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Science in Progress

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Displaying theses 101-110 of 1078 total
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H.J. van Leijen
Bachelor programme: Natuur- en Sterrenkunde August 21st, 2017
Institute: Other Research group: GRAPPA institute: Gravitation and AstoParticle Phy Graduation thesis Supervisor: Christoph Weniger
Mass constraints on MACHO dark matter
Most scientist nowadays agree that there is something out there called dark matter, there is however still a lot of debate concerning the nature of this dark matter. The explanations for the fundamental components that form dark matter even range from ultra light axions to supermassive black holes. In this thesis I assumed that dark matter was made of MACHOs (Massive compact halo objects) and the goal of this thesis was to find mass constraints on these dark matter MACHOs. I did this by looking at their microlensing effects and by looking at the dynamical impact of dark matter MACHOs on there surrounding.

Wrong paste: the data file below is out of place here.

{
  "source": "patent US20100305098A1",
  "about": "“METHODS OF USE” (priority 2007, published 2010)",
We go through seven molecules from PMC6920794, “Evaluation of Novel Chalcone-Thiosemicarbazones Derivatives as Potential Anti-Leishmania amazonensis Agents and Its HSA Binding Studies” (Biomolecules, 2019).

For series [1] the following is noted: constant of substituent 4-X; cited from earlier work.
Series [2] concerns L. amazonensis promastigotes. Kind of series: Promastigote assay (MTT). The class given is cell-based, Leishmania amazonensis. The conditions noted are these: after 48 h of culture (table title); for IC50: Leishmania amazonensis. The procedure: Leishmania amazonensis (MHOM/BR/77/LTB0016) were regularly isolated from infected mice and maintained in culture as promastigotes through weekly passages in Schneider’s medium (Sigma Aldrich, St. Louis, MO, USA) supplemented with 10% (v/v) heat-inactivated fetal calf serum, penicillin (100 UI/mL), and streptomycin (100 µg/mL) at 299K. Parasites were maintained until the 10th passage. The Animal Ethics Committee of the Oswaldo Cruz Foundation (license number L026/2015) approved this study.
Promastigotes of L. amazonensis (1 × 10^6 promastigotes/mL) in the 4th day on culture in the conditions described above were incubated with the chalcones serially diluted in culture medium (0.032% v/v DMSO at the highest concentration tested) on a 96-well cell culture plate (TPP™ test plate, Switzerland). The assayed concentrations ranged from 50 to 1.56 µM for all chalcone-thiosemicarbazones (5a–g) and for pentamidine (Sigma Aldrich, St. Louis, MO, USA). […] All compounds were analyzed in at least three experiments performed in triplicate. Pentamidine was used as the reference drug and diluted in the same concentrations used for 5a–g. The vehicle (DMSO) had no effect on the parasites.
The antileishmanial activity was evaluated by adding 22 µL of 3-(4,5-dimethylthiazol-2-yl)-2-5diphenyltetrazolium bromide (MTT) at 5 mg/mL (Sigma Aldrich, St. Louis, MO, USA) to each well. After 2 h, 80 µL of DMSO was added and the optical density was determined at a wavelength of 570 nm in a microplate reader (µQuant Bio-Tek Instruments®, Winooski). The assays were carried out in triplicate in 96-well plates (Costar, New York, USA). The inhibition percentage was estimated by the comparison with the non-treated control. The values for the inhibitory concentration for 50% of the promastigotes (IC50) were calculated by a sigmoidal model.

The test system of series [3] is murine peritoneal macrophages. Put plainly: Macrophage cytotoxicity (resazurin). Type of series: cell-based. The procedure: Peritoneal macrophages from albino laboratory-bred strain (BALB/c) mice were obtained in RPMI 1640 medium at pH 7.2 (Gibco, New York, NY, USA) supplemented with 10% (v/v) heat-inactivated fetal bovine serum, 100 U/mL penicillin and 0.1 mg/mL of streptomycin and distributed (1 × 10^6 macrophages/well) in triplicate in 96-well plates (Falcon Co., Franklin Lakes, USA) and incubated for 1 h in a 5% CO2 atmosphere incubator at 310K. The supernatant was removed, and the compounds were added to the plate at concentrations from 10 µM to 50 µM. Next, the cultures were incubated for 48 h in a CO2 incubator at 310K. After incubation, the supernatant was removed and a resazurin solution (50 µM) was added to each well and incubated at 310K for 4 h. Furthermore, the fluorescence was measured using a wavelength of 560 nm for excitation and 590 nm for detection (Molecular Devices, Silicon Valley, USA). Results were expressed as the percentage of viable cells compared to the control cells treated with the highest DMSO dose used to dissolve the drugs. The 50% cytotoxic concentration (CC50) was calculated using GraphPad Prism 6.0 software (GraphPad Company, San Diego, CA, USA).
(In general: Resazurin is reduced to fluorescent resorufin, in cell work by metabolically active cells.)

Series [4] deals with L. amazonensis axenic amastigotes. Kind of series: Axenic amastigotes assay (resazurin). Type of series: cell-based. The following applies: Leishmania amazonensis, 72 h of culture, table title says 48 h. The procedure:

picture that illustrates the research done
Scientific abstract (pdf 1K)   Full text (pdf 4009K)

G. Raaijmakers
Master programme: Astronomy and Astrophysics August 21st, 2017
Institute: API Research group: X-ray Timing Group Graduation thesis Supervisor: dr. Anna Watts
photo of the author
The Dense Matter EOS, Non-Idealised Mass-Radius Posteriors: Implications for EOS inference and observing strategy
Neutron stars are the smallest and densest stars known in the Universe, with a radius of around 10-15 kilometres but a mass as high as one or two solar masses. Due to the extreme compactness of a neutron star, the particles in the interior are squeezed together very tightly. At these extreme densities the behaviour of these particles is not properly understood. To answer the question of how these particles interact we need to look deep inside a neutron star. However, even with our most advanced telescopes, that is not possible. Fortunately, Einstein's theory of general relativity provides a mapping between the measurable quantities of a neutron star, such as mass and radius, to the so-called Equation of State (EOS). This EOS is a simple relation between pressure and density that fully describes the particles behaviour. In this thesis we have developed a code called MORSE to explore how the EOS depends on these mass and radius quantities. It turned out that the best constraints on the EOS can be obtained when the input neutron star masses showed a spread over the parameter space or were centred around high masses.